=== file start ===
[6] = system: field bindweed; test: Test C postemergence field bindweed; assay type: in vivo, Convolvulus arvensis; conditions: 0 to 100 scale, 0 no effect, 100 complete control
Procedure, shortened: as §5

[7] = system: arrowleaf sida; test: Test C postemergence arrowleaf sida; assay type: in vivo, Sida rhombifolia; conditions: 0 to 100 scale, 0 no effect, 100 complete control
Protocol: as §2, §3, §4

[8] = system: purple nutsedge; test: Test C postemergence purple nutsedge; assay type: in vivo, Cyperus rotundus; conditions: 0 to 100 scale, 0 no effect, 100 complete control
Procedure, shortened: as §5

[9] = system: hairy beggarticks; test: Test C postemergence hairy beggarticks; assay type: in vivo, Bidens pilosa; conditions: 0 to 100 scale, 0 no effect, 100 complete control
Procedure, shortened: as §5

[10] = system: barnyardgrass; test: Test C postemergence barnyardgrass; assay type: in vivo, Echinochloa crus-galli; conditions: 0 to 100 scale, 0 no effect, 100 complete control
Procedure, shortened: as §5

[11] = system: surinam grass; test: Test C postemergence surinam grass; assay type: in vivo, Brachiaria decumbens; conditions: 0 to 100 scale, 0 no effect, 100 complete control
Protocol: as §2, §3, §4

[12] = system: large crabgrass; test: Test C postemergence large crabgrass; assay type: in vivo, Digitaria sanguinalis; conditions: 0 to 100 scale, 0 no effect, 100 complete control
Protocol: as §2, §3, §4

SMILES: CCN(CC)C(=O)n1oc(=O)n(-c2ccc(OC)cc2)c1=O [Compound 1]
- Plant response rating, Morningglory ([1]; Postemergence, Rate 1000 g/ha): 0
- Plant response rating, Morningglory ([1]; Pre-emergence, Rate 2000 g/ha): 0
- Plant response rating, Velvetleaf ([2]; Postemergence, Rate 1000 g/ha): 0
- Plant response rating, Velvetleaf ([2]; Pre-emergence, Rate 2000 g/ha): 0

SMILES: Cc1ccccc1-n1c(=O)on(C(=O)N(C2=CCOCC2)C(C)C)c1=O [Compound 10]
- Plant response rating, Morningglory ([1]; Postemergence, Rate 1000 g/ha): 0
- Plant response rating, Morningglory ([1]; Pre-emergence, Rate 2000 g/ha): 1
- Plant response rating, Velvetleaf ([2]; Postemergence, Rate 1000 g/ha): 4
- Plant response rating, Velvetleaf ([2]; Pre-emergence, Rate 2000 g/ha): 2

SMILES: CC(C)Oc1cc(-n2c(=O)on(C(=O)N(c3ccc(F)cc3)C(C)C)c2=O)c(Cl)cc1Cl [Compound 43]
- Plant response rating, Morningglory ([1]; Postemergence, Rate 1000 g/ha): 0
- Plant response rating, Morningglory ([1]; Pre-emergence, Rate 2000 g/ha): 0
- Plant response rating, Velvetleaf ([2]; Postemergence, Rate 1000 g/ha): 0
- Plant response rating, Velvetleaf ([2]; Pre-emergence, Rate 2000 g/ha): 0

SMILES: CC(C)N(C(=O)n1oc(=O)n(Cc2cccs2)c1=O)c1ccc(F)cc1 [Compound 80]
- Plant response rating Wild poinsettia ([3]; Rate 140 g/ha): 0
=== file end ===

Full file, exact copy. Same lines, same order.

[6] = system: field bindweed; test: Test C postemergence field bindweed; assay type: in vivo, Convolvulus arvensis; conditions: 0 to 100 scale, 0 no effect, 100 complete control
Procedure, shortened: as §5

[7] = system: arrowleaf sida; test: Test C postemergence arrowleaf sida; assay type: in vivo, Sida rhombifolia; conditions: 0 to 100 scale, 0 no effect, 100 complete control
Protocol: as §2, §3, §4

[8] = system: purple nutsedge; test: Test C postemergence purple nutsedge; assay type: in vivo, Cyperus rotundus; conditions: 0 to 100 scale, 0 no effect, 100 complete control
Procedure, shortened: as §5

[9] = system: hairy beggarticks; test: Test C postemergence hairy beggarticks; assay type: in vivo, Bidens pilosa; conditions: 0 to 100 scale, 0 no effect, 100 complete control
Procedure, shortened: as §5

[10] = system: barnyardgrass; test: Test C postemergence barnyardgrass; assay type: in vivo, Echinochloa crus-galli; conditions: 0 to 100 scale, 0 no effect, 100 complete control
Procedure, shortened: as §5

[11] = system: surinam grass; test: Test C postemergence surinam grass; assay type: in vivo, Brachiaria decumbens; conditions: 0 to 100 scale, 0 no effect, 100 complete control
Protocol: as §2, §3, §4

[12] = system: large crabgrass; test: Test C postemergence large crabgrass; assay type: in vivo, Digitaria sanguinalis; conditions: 0 to 100 scale, 0 no effect, 100 complete control
Protocol: as §2, §3, §4

SMILES: CCN(CC)C(=O)n1oc(=O)n(-c2ccc(OC)cc2)c1=O [Compound 1]
- Plant response rating, Morningglory ([1]; Postemergence, Rate 1000 g/ha): 0
- Plant response rating, Morningglory ([1]; Pre-emergence, Rate 2000 g/ha): 0
- Plant response rating, Velvetleaf ([2]; Postemergence, Rate 1000 g/ha): 0
- Plant response rating, Velvetleaf ([2]; Pre-emergence, Rate 2000 g/ha): 0

SMILES: Cc1ccccc1-n1c(=O)on(C(=O)N(C2=CCOCC2)C(C)C)c1=O [Compound 10]
- Plant response rating, Morningglory ([1]; Postemergence, Rate 1000 g/ha): 0
- Plant response rating, Morningglory ([1]; Pre-emergence, Rate 2000 g/ha): 1
- Plant response rating, Velvetleaf ([2]; Postemergence, Rate 1000 g/ha): 4
- Plant response rating, Velvetleaf ([2]; Pre-emergence, Rate 2000 g/ha): 2

SMILES: CC(C)Oc1cc(-n2c(=O)on(C(=O)N(c3ccc(F)cc3)C(C)C)c2=O)c(Cl)cc1Cl [Compound 43]
- Plant response rating, Morningglory ([1]; Postemergence, Rate 1000 g/ha): 0
- Plant response rating, Morningglory ([1]; Pre-emergence, Rate 2000 g/ha): 0
- Plant response rating, Velvetleaf ([2]; Postemergence, Rate 1000 g/ha): 0
- Plant response rating, Velvetleaf ([2]; Pre-emergence, Rate 2000 g/ha): 0

SMILES: CC(C)N(C(=O)n1oc(=O)n(Cc2cccs2)c1=O)c1ccc(F)cc1 [Compound 80]
- Plant response rating Wild poinsettia ([3]; Rate 140 g/ha): 0